The rather remarkable video above is a demo of an iPhone speech translation app from a company called Sakhr. You say a sentence (in either language), and the app converts your speech to the language's text, translates into the other written language, then synthesizes the second language speech.
(It's interesting that, in this demo, the synthesized Arabic speech seems to have more "realistic" inflection than its English counterpart…)
As someone who's day job involves a LOT of narration recording — and monthly visits to my boss, whining "What's the latest in text-to-speech software?" — I can safely say that the available technology is far from cutting edge. (Adobe Captivate, for instance, offers T2S as a half-gigabyte bonus download of code and audio snippets, and the results STILL sound pretty robotic.) Sakhr — who specializes in Arabic T2S, and counts the US Departments of Defence and Homeland Security as customers — at least seem to be playing to their core strengths.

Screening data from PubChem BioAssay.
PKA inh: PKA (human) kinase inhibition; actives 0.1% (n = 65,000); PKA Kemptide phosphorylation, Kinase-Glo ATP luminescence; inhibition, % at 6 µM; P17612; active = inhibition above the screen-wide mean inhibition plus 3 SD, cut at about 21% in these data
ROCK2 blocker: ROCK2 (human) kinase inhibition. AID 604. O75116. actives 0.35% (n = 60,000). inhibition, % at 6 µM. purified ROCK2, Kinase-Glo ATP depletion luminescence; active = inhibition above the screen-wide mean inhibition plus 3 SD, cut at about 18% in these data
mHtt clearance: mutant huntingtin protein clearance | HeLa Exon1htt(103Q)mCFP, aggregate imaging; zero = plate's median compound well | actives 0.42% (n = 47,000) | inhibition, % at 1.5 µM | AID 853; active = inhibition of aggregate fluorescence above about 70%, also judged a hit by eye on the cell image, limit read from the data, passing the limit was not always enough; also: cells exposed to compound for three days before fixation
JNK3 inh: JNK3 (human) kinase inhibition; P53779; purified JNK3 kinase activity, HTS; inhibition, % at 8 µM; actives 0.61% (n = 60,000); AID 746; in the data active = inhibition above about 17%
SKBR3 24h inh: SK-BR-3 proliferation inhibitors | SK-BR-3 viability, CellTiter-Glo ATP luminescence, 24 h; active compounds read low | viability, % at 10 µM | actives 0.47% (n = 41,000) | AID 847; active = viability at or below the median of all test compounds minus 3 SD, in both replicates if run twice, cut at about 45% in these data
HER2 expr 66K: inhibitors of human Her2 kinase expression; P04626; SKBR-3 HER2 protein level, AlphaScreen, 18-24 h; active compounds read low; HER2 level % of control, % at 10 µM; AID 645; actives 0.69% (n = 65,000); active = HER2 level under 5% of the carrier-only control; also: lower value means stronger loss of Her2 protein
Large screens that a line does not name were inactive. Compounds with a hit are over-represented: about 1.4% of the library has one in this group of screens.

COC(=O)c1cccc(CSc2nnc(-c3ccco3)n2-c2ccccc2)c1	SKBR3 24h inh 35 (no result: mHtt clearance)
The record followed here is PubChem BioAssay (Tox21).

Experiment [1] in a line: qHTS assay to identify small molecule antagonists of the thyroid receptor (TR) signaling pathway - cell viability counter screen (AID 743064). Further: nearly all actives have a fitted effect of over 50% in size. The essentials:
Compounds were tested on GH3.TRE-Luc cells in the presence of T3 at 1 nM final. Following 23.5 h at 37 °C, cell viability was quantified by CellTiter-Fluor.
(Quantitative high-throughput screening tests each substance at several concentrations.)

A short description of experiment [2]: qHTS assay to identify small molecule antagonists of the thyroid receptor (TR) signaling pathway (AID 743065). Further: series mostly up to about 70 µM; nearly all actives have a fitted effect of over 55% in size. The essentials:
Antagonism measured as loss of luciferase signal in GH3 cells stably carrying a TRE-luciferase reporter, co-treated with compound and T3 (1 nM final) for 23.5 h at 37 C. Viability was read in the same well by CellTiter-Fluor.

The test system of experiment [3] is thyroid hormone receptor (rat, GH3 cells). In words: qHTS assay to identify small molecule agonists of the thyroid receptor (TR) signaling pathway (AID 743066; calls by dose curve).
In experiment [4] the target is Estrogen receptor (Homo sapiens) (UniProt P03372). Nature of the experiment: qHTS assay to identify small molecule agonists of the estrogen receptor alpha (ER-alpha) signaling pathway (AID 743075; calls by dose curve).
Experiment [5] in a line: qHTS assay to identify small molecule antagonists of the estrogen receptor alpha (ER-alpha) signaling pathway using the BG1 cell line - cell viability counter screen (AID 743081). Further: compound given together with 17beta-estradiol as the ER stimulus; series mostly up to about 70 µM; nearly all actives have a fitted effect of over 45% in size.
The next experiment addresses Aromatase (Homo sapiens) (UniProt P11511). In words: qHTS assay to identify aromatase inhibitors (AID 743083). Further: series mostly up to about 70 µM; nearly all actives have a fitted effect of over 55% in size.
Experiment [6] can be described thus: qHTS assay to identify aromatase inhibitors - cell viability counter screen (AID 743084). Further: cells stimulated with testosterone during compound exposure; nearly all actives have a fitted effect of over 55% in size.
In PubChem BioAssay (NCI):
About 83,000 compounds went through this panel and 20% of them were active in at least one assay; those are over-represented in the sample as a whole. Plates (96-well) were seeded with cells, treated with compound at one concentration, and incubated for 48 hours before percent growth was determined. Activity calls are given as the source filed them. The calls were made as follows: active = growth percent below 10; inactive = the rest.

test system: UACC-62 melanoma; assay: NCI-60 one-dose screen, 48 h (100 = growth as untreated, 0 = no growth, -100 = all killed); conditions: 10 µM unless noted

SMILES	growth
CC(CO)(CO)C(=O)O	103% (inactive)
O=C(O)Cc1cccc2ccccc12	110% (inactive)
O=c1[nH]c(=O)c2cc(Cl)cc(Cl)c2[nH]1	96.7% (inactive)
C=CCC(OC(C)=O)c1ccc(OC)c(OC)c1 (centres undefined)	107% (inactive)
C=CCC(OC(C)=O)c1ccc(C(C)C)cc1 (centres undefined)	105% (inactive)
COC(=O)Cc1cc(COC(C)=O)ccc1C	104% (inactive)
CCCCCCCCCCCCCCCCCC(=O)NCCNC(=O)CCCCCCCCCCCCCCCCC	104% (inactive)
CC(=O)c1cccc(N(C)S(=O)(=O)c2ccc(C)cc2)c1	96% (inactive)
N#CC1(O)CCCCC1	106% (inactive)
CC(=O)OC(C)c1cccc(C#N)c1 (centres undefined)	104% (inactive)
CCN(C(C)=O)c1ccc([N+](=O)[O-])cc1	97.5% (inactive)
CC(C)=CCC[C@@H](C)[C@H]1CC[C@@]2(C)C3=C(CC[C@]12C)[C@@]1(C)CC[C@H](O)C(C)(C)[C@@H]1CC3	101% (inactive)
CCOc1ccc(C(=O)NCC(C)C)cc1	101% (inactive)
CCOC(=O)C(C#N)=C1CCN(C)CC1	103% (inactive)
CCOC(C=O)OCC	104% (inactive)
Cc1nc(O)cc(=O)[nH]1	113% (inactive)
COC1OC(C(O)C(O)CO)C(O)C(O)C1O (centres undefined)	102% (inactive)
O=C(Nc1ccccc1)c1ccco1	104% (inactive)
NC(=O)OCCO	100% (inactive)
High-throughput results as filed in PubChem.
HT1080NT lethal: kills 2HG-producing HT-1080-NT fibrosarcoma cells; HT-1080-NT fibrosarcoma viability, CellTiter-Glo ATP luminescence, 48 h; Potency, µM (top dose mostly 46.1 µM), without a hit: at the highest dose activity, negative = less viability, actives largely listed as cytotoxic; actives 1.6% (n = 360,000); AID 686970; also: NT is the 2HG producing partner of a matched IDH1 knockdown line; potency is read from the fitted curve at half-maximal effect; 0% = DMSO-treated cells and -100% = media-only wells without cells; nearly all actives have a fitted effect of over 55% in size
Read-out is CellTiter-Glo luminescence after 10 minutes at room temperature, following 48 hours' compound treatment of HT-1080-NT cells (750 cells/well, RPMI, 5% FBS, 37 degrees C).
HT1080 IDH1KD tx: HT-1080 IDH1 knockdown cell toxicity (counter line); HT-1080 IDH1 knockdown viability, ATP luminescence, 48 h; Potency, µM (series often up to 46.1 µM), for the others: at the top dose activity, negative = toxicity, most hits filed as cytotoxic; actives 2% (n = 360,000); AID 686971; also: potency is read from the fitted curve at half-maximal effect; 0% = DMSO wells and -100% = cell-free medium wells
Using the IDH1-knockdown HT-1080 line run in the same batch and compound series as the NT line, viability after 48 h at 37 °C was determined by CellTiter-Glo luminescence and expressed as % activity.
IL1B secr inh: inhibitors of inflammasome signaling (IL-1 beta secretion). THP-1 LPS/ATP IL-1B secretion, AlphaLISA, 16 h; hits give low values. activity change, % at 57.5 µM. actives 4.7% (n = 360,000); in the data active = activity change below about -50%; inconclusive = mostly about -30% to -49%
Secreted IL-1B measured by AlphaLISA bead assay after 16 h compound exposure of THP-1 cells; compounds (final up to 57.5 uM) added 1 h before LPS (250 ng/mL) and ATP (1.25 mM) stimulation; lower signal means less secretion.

The app, by the way, is not commercially available.